If you work in an office sitting in a chair all day like I do, getting up and going for a quick walk can keep your energy levels up. About every 90 minutes throughout the day I get up and walk around for a few minutes. You can do the same thing in your office. It seems like it would be distracting, but the truth is; when you are energized you are more efficient. After a couple of hours of sitting in place, your focus levels start to drop. So naturally bringing those focus levels back up is more efficient than ending up like a zombie in your chair.

Overall Diet
Diet really is key to your overall health. Even if you take my advice and eat smaller meals throughout the day, but are eating terrible foods, it becomes a moot point. Eating better improves your quality of life overall. Different people’s bodies react differently to different foods, so figure out what works best for your body. Talk to your doctor, do some research, and you’ll be amazed at how your diet can improve your life.

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The peaceful protests bridging a nation divided

There are a number of different theories and hypotheses regarding early state formation that seek generalizations to explain why the state developed in some places but not others. Other scholars believe that generalizations are unhelpful and that each case of early state formation should be treated on its own.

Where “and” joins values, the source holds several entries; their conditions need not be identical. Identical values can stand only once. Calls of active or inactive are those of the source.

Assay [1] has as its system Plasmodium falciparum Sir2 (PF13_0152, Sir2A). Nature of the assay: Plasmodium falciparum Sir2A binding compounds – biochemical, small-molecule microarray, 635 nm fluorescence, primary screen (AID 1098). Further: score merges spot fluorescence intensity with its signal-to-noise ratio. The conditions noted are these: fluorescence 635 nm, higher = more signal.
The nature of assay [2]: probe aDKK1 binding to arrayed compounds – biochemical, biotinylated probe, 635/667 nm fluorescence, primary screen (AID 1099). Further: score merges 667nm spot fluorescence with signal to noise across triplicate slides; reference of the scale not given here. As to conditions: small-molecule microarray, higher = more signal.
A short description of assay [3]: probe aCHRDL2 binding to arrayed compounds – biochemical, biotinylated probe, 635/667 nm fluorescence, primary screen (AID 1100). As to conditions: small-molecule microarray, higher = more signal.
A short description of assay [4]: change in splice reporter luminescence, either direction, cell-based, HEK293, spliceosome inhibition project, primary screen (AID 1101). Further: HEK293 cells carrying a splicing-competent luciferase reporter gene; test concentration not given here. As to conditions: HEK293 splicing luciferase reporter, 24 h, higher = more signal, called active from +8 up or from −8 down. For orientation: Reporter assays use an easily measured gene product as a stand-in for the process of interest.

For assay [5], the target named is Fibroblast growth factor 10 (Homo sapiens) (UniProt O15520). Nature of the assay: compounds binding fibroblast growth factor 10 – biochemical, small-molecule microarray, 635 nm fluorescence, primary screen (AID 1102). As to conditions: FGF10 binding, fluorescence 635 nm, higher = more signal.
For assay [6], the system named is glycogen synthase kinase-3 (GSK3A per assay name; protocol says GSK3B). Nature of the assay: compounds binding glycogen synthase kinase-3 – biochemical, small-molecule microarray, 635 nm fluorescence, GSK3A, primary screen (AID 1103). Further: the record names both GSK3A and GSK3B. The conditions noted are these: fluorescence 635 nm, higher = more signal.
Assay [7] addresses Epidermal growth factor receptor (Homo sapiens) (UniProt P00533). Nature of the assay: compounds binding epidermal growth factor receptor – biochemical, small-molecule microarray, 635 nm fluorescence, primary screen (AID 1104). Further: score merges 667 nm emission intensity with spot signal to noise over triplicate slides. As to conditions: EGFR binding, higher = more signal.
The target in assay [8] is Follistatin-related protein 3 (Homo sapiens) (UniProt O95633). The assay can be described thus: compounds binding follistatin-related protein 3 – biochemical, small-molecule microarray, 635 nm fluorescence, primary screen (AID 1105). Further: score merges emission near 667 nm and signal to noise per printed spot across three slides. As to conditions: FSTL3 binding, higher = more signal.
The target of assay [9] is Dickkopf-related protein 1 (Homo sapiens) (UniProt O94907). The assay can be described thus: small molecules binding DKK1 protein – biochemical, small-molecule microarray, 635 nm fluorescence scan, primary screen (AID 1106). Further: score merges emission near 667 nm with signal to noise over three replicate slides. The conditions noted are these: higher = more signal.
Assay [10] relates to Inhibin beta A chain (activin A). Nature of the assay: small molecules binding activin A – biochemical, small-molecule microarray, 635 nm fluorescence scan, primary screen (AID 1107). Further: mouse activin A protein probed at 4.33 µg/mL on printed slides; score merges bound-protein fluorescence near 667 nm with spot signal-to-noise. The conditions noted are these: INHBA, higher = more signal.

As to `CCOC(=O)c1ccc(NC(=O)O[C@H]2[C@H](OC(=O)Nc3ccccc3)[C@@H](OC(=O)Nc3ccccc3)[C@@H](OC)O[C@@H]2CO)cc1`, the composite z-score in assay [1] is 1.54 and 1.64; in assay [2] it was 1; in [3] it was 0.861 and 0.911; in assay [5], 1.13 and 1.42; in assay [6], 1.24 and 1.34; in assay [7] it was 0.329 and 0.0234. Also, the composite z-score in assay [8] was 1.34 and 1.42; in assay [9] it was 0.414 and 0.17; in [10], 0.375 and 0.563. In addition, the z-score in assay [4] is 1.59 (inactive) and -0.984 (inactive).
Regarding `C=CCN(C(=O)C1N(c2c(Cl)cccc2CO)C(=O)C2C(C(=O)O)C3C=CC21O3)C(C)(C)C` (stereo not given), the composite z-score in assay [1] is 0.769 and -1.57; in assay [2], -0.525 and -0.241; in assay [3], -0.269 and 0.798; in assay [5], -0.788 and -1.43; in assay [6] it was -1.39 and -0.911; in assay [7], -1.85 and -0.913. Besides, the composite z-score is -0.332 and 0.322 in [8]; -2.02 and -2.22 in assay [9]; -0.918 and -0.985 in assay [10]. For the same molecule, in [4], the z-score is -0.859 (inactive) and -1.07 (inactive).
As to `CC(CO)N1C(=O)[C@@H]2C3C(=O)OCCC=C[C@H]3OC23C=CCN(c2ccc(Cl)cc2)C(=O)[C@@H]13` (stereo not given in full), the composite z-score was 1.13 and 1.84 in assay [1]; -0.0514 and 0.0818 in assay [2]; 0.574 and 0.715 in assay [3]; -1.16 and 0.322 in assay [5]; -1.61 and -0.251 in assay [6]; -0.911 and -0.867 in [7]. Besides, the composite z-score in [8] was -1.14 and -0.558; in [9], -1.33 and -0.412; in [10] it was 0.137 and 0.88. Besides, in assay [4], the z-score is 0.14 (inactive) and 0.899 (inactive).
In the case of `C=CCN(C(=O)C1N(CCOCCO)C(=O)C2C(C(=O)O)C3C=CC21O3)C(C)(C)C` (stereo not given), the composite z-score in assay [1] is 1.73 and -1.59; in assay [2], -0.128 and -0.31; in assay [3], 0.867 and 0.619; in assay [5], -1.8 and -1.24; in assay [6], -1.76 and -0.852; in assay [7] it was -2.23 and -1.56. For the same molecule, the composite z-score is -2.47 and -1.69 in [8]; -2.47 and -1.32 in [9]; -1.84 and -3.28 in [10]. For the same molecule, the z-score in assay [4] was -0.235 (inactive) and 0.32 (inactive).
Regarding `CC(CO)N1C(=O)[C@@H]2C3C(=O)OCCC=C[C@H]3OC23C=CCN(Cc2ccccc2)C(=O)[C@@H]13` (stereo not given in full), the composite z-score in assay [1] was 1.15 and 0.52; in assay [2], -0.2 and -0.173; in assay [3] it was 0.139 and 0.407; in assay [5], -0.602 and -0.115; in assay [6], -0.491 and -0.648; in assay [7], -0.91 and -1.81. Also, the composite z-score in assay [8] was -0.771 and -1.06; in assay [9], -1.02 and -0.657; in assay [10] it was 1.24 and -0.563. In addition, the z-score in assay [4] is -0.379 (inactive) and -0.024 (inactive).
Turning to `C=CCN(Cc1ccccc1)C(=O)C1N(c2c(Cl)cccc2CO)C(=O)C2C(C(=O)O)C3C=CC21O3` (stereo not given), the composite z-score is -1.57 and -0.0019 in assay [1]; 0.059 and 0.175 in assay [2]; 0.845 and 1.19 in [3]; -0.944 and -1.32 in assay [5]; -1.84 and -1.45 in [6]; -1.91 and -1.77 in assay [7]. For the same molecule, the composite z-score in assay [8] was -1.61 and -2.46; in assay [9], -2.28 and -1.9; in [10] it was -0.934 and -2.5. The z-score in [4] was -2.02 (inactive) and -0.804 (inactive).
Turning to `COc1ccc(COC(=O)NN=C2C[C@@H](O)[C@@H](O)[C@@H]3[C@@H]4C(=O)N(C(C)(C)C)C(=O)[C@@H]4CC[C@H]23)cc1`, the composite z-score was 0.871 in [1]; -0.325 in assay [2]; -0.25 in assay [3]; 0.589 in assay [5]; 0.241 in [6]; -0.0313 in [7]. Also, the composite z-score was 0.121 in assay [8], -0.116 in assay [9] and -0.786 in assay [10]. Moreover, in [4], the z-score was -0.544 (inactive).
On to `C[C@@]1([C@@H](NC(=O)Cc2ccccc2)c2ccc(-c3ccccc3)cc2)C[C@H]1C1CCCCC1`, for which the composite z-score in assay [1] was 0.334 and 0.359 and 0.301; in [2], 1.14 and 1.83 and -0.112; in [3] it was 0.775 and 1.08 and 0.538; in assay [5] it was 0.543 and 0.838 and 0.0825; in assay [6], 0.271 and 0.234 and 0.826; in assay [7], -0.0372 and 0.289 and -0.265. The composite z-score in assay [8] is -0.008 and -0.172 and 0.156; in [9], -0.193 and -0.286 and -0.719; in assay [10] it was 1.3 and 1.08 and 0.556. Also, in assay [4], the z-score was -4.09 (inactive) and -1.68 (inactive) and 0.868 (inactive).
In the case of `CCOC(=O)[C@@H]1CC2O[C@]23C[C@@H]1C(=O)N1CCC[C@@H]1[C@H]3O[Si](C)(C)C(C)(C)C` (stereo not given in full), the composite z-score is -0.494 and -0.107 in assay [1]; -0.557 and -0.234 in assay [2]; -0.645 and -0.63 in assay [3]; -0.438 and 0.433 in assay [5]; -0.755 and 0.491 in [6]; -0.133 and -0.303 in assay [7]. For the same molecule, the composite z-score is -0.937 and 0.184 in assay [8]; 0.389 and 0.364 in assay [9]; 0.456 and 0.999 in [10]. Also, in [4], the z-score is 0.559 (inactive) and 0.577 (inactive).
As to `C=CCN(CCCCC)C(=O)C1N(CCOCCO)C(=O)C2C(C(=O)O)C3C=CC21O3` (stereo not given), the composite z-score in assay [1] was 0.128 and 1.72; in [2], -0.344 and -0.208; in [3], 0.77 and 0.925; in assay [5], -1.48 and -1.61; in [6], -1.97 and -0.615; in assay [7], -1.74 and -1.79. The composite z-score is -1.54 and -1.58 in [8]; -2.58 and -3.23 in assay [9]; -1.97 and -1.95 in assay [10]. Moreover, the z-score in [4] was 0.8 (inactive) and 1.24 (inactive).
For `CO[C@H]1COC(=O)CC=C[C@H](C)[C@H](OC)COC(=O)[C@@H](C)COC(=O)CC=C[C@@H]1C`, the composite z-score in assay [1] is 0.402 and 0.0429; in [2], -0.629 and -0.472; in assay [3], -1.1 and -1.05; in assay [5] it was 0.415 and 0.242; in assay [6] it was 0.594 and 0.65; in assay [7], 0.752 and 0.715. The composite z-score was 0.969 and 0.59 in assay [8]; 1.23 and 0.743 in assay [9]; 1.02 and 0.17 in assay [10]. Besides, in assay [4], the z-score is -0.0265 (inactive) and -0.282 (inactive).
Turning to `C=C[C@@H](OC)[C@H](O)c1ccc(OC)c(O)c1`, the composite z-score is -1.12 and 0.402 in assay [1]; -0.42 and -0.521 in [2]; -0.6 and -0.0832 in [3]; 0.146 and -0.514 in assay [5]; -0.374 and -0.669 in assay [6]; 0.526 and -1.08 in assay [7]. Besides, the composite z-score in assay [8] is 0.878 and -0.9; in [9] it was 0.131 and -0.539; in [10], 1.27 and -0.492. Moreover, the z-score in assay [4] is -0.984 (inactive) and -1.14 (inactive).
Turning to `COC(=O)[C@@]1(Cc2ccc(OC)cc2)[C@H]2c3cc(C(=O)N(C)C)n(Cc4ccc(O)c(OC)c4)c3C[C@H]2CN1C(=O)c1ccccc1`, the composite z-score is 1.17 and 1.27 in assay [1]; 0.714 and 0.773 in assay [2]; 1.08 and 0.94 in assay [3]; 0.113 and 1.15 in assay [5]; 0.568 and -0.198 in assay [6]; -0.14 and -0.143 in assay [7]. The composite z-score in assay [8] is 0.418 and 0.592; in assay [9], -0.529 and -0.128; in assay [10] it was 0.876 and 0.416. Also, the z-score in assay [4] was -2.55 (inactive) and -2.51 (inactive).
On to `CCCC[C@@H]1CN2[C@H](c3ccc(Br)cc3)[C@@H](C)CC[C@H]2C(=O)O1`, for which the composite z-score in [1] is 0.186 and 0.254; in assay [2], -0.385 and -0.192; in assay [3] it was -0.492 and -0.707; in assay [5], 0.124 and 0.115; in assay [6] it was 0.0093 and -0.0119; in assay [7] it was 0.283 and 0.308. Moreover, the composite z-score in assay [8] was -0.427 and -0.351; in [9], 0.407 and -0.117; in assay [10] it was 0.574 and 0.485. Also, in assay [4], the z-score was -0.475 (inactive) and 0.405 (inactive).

Voluntary contend groups theories of people came together to form states as a result of some shared rational interest.

Conflict theories of state formation regard conflict and dominance of some population over another population as key to the formation of states.

The first states of sorts were those of early dynastic Sumer and early dynastic Egypt, which arose from the Uruk period and Predynastic Egypt respectively around approximately 3000 BCE.

Although state-forms existed before the rise of the Ancient Greek empire, the Greeks were the first people known to have explicitly formulated a political philosophy of the state, and to have rationally analyzed political institutions. Prior to this, states were described and justified in terms of religious myths.

Several important political innovations of classical antiquity came from the Greek city-states (polis) and the Roman Republic. The Greek city-states before the 4th century granted citizenship rights to their free population; in Athens these rights were combined with a directly democratic form of government that was to have a long afterlife in political thought and history.

Firefighter combats flames downtown

Political globalization began in the 20th century through intergovernmental organizations and supranational unions. The League of Nations was founded after World War I, and after World War II it was replaced by the United Nations. Various international treaties have been signed through it. Regional integration has been pursued by the African Union, ASEAN, the European Union, and Mercosur. International political institutions on the international level include the International Criminal Court, the International Monetary Fund, and the World Trade Organization.